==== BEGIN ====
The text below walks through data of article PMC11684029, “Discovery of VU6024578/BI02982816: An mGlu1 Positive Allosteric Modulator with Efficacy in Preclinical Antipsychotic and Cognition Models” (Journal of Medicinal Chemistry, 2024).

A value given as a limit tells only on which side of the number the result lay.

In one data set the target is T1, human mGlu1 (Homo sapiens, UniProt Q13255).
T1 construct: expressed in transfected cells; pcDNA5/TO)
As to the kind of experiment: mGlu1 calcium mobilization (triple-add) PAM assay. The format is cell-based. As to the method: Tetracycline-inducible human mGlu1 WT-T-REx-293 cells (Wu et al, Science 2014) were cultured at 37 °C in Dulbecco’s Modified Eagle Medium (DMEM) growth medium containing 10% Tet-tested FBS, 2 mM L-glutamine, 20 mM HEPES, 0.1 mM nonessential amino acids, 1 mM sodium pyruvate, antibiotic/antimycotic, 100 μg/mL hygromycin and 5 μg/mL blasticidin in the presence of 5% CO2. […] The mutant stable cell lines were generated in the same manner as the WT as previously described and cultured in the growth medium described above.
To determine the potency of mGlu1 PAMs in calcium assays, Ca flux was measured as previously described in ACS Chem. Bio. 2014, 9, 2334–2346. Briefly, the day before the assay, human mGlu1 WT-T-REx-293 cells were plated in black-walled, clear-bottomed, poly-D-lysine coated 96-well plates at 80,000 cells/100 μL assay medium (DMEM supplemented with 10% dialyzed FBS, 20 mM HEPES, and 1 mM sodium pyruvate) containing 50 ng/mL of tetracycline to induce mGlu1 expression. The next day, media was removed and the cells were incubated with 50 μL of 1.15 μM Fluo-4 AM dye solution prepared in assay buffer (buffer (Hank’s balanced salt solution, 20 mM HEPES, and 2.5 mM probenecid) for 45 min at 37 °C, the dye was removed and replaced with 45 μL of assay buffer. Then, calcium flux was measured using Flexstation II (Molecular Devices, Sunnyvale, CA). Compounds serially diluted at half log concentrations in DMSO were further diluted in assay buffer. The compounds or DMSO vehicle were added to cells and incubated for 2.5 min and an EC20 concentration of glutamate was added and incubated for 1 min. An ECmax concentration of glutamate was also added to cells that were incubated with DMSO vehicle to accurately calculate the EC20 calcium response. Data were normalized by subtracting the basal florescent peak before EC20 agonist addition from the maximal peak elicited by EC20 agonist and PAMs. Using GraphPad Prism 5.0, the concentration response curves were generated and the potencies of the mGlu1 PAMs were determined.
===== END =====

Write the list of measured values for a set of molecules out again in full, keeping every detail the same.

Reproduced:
The text below walks through data of article PMC11684029, “Discovery of VU6024578/BI02982816: An mGlu1 Positive Allosteric Modulator with Efficacy in Preclinical Antipsychotic and Cognition Models” (Journal of Medicinal Chemistry, 2024).

A value given as a limit tells only on which side of the number the result lay.

In one data set the target is T1, human mGlu1 (Homo sapiens, UniProt Q13255).
T1 construct: expressed in transfected cells; pcDNA5/TO)
As to the kind of experiment: mGlu1 calcium mobilization (triple-add) PAM assay. The format is cell-based. As to the method: Tetracycline-inducible human mGlu1 WT-T-REx-293 cells (Wu et al, Science 2014) were cultured at 37 °C in Dulbecco’s Modified Eagle Medium (DMEM) growth medium containing 10% Tet-tested FBS, 2 mM L-glutamine, 20 mM HEPES, 0.1 mM nonessential amino acids, 1 mM sodium pyruvate, antibiotic/antimycotic, 100 μg/mL hygromycin and 5 μg/mL blasticidin in the presence of 5% CO2. […] The mutant stable cell lines were generated in the same manner as the WT as previously described and cultured in the growth medium described above.
To determine the potency of mGlu1 PAMs in calcium assays, Ca flux was measured as previously described in ACS Chem. Bio. 2014, 9, 2334–2346. Briefly, the day before the assay, human mGlu1 WT-T-REx-293 cells were plated in black-walled, clear-bottomed, poly-D-lysine coated 96-well plates at 80,000 cells/100 μL assay medium (DMEM supplemented with 10% dialyzed FBS, 20 mM HEPES, and 1 mM sodium pyruvate) containing 50 ng/mL of tetracycline to induce mGlu1 expression. The next day, media was removed and the cells were incubated with 50 μL of 1.15 μM Fluo-4 AM dye solution prepared in assay buffer (buffer (Hank’s balanced salt solution, 20 mM HEPES, and 2.5 mM probenecid) for 45 min at 37 °C, the dye was removed and replaced with 45 μL of assay buffer. Then, calcium flux was measured using Flexstation II (Molecular Devices, Sunnyvale, CA). Compounds serially diluted at half log concentrations in DMSO were further diluted in assay buffer. The compounds or DMSO vehicle were added to cells and incubated for 2.5 min and an EC20 concentration of glutamate was added and incubated for 1 min. An ECmax concentration of glutamate was also added to cells that were incubated with DMSO vehicle to accurately calculate the EC20 calcium response. Data were normalized by subtracting the basal florescent peak before EC20 agonist addition from the maximal peak elicited by EC20 agonist and PAMs. Using GraphPad Prism 5.0, the concentration response curves were generated and the potencies of the mGlu1 PAMs were determined.